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In The Studio: The Pros And Cons Of Mixing On Headphones
Getting a reference point as to what sounds good or bad
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This article is provided by Bobby Owsinski.

 

Christine Lavin recently sent in the following question: “Where do headphones fit in the mix for you, or do you listen just to the speakers? I’ve been in studios where they have 3 sets of speakers—small medium and large—and the producer or mixer (if it’s someone else) listen on all three. But I’m a headphone person. Wonder what your opinion of that is?”

I’m a firm believer that you can get great mixes out of virtually any set of speakers in just about any room, and that includes headphones as well.

The trick is that you have to have enough listening time to get a reference point as to what sounds good or bad when you play your mix back elsewhere.

That’s why mixers began to take their own speakers wherever they went (or asked for NS-10s) in the first place.

It was something that they were familiar with, and since they were nearfields, the room didn’t come too much into play during the mix so they could be surer of the result.

Mixing on headphones does have 4 significant downsides though:

  1) You can’t wear them for as long as you need to (8, 10, 12 hours) before your head and ears get tired from the extra weight.

  2) You have a tendency to turn them up, which can lead to some quick ear fatigue, again limiting your ability to mix for long periods.

  3) Because most of the more expensive professional headphones really sound great, you get a false sense of what the mix is like (especially on the low end), and it causes you not to work as hard getting the frequency balance of the mix right.

  4) The vast majority of the audience won’t listen on phones after the mix is completed. Since a mixer is always aiming for a mix that sounds great on most speakers that the material is played on, you want to stay in that realm if possible, and even listen on some crappy speakers if possible as a check. Headphones just sound too good for that.

That said, headphones do have their place. They’re great for editing in that you can hear clicks, pops and inconsistencies that you may otherwise miss while listening on speakers, and they’re a great check for panning and checking reverb tails when mixing, but I wouldn’t personally use them for an entire mix.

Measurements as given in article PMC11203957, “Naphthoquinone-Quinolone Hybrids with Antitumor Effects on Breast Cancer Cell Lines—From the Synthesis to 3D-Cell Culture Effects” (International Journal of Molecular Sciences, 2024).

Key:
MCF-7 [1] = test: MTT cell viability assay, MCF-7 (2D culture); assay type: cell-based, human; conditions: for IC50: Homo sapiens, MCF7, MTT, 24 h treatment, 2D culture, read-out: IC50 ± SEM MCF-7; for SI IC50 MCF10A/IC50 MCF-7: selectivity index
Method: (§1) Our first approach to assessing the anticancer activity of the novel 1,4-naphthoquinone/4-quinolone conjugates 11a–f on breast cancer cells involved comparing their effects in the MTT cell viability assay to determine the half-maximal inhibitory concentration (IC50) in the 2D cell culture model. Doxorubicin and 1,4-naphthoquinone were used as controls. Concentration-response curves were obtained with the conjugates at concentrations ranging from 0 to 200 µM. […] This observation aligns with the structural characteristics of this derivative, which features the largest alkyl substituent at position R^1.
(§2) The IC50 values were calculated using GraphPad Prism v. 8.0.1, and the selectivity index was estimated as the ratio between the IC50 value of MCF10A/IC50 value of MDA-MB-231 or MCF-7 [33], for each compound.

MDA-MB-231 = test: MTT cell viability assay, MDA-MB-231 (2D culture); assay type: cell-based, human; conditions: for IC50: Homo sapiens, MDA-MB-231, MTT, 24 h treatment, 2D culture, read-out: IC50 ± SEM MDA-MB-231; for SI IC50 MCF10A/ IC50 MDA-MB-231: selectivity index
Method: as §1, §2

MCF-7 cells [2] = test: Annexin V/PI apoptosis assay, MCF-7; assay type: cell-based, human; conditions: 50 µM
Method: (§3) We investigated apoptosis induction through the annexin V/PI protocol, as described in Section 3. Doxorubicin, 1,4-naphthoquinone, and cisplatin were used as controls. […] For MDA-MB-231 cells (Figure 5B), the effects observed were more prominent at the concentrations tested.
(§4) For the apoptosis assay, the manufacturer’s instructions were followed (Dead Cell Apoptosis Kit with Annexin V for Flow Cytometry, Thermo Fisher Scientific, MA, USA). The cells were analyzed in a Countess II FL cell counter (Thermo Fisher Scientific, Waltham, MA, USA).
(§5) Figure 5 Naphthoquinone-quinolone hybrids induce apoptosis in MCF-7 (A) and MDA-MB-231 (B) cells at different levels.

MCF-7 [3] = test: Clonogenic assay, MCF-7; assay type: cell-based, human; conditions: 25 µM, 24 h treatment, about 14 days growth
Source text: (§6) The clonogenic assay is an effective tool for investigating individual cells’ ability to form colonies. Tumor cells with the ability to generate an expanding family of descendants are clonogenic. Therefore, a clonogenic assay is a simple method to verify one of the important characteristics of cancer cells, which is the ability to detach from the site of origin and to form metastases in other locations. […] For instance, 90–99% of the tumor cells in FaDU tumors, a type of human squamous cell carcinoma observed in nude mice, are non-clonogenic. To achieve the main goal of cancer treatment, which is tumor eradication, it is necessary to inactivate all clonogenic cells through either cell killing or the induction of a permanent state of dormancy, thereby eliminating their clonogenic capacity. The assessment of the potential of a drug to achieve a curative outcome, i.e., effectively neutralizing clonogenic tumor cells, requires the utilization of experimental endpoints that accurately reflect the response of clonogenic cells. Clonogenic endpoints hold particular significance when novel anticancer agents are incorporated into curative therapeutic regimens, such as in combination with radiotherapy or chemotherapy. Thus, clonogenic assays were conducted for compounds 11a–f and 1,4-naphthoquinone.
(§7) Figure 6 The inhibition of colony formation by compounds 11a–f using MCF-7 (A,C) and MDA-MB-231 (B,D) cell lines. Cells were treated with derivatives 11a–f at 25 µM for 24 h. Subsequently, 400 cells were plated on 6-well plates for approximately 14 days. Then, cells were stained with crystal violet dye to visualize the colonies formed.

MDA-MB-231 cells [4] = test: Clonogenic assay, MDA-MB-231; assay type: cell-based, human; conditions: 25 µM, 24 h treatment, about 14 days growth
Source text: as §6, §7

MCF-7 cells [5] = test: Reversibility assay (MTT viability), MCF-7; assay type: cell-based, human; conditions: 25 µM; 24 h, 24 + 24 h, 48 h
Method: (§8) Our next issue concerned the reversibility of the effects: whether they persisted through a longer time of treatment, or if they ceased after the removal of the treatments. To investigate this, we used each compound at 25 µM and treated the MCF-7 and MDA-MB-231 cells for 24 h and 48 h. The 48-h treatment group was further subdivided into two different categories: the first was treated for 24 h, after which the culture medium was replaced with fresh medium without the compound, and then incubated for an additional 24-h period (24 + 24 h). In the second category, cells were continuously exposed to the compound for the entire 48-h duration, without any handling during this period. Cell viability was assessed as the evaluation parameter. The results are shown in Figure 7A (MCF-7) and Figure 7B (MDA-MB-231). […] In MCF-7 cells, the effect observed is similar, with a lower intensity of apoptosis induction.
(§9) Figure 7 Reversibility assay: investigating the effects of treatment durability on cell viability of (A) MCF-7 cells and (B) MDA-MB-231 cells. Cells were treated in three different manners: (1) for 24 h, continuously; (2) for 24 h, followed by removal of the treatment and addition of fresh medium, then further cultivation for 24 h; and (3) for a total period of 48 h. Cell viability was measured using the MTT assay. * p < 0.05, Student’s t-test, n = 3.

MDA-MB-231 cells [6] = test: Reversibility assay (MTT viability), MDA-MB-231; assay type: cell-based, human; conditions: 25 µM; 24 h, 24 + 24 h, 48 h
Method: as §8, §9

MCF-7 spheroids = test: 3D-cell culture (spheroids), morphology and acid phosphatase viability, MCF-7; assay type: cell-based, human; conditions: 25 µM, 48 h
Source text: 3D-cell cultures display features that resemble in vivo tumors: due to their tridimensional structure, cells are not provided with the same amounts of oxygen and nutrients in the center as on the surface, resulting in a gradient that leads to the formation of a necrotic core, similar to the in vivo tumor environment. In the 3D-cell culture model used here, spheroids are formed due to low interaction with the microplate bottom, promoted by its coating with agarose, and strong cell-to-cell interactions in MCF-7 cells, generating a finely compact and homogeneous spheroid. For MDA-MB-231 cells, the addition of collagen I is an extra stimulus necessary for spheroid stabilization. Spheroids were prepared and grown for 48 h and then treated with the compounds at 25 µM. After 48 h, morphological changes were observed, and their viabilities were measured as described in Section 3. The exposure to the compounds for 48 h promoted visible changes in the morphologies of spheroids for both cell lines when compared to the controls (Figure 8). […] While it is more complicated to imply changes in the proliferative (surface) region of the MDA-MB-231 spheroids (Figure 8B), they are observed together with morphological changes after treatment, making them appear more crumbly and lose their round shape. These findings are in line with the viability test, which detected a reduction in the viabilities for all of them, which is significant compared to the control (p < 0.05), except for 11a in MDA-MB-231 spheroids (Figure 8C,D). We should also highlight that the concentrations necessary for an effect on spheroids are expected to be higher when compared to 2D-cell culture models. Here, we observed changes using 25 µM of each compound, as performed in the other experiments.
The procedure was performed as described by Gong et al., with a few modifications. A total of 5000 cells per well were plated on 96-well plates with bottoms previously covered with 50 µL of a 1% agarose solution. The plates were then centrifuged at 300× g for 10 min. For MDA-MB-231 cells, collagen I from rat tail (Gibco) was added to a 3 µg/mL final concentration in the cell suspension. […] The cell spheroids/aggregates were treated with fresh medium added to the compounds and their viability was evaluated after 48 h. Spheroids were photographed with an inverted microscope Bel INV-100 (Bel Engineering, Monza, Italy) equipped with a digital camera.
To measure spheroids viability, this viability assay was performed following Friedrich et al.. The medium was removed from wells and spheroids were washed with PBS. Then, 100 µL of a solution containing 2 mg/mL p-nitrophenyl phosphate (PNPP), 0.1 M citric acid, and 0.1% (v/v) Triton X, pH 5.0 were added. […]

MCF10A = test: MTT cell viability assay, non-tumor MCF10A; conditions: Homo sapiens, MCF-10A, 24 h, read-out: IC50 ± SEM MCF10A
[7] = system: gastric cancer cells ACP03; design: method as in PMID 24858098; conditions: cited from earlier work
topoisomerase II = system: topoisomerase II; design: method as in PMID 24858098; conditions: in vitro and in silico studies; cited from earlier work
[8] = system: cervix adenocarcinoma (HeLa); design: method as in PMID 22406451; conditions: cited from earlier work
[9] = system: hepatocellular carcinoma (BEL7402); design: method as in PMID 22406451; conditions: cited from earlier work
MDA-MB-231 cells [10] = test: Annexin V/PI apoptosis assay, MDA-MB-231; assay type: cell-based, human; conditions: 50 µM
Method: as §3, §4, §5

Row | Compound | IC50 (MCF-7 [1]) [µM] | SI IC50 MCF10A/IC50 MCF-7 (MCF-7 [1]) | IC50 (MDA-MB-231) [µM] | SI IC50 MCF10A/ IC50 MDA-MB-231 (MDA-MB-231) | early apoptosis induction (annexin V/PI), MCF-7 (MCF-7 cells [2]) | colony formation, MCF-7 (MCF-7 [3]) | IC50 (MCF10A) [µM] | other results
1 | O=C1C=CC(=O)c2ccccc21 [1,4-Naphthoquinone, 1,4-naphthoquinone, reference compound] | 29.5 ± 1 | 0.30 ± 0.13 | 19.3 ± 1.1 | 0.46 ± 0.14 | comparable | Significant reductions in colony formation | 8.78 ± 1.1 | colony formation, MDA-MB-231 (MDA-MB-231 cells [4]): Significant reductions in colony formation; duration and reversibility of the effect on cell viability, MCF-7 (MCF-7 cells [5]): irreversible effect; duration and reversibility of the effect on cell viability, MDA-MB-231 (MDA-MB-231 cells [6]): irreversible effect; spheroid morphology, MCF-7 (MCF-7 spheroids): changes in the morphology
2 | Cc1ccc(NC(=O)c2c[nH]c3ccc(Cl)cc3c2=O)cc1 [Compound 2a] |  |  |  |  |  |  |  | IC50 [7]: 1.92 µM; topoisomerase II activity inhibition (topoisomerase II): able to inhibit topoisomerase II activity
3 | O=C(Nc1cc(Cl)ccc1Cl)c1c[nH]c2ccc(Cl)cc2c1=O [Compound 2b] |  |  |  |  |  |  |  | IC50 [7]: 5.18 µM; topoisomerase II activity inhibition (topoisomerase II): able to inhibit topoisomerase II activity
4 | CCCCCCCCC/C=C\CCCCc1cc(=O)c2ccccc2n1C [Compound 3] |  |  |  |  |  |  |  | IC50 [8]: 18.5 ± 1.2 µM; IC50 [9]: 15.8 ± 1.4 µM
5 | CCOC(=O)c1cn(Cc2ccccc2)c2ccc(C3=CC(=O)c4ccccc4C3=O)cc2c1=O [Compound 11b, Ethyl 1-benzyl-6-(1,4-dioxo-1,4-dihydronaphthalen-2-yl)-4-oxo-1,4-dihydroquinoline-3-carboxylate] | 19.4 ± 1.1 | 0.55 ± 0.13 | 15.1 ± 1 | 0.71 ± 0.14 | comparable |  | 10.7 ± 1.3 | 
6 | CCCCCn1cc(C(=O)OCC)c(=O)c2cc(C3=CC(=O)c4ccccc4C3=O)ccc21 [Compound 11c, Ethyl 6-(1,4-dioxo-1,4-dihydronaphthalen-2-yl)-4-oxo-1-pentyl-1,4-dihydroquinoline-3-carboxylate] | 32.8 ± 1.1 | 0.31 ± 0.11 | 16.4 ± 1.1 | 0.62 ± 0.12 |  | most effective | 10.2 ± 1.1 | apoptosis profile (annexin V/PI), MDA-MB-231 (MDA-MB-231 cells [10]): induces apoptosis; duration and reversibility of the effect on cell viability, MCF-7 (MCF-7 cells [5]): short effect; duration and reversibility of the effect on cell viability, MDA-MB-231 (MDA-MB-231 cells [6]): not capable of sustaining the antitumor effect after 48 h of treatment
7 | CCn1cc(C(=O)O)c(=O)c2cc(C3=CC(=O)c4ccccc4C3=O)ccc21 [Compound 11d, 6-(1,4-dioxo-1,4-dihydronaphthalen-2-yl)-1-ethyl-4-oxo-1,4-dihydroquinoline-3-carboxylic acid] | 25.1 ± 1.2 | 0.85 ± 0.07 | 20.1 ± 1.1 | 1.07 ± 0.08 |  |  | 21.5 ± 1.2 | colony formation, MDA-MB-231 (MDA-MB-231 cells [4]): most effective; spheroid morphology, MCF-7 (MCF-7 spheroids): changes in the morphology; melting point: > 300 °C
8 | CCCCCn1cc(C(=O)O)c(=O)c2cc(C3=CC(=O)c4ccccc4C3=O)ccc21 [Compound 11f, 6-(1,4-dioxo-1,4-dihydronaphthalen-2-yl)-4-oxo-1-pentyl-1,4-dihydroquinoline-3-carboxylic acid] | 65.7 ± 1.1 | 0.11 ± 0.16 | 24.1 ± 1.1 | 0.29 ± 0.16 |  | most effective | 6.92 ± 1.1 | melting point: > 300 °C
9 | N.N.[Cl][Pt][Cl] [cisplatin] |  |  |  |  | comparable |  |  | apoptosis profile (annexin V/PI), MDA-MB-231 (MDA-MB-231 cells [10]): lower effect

But if you’re mixing in your bedroom and don’t want to wake the the kids, significant other or neighbors, then by all means, go for it. Just make sure that you listen to some other material that sounds great on speakers first so you have a reference point of what sounds good and what doesn’t.

Here’s a bonus question also from Christine: “Do you think it’s optimum to mix in a different studio from where you record, and/or bring in someone with fresh ears who hasn’t been there for the recording of all the tracks?”

The only time I think that it’s worth going to a different studio to mix is if you think that your mix is going to sound a whole lot better as a result, like in the case of mixing through a console rather than in the box.

Otherwise, I’d stay in the same studio that you tracked, if for no other reason than not having to worry about software and plugin compatibilities that always seem to crop up when you go to a different system.

As for getting a different mixer, if you’re stuck on the sound of the project for some reason, then it’s great to have a fresh set of ears (as in someone else’s) for the mix.

Also, if you can hire someone who’s a great mixer who you think can beat anything that you might come up with, then it may definitely worth it (“may” is the operative word here - you might not get what you expect). Otherwise, I think you’re a lot better off using the same team that tracked the song(s) from the beginning for the sake of vision and continuity.

Bobby Owsinski is an author, producer, music industry veteran and technical consultant who has written numerous books covering all aspects of audio recording. For more information be sure to check out his website and blog.

 


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